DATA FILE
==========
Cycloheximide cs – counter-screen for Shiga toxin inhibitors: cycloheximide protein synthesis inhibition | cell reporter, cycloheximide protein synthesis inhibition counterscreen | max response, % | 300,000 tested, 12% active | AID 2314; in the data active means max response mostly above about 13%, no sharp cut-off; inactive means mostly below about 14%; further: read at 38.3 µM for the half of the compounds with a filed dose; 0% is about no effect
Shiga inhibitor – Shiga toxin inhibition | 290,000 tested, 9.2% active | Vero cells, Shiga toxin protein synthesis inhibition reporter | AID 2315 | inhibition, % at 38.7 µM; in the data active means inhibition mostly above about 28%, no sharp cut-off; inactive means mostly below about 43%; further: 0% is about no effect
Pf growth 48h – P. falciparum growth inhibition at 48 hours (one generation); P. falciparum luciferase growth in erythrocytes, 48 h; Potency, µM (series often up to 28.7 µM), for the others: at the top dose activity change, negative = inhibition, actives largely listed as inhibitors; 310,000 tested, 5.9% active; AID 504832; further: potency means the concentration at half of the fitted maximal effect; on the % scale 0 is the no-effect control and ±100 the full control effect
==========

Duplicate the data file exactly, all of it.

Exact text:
Cycloheximide cs – counter-screen for Shiga toxin inhibitors: cycloheximide protein synthesis inhibition | cell reporter, cycloheximide protein synthesis inhibition counterscreen | max response, % | 300,000 tested, 12% active | AID 2314; in the data active means max response mostly above about 13%, no sharp cut-off; inactive means mostly below about 14%; further: read at 38.3 µM for the half of the compounds with a filed dose; 0% is about no effect
Shiga inhibitor – Shiga toxin inhibition | 290,000 tested, 9.2% active | Vero cells, Shiga toxin protein synthesis inhibition reporter | AID 2315 | inhibition, % at 38.7 µM; in the data active means inhibition mostly above about 28%, no sharp cut-off; inactive means mostly below about 43%; further: 0% is about no effect
Pf growth 48h – P. falciparum growth inhibition at 48 hours (one generation); P. falciparum luciferase growth in erythrocytes, 48 h; Potency, µM (series often up to 28.7 µM), for the others: at the top dose activity change, negative = inhibition, actives largely listed as inhibitors; 310,000 tested, 5.9% active; AID 504832; further: potency means the concentration at half of the fitted maximal effect; on the % scale 0 is the no-effect control and ±100 the full control effect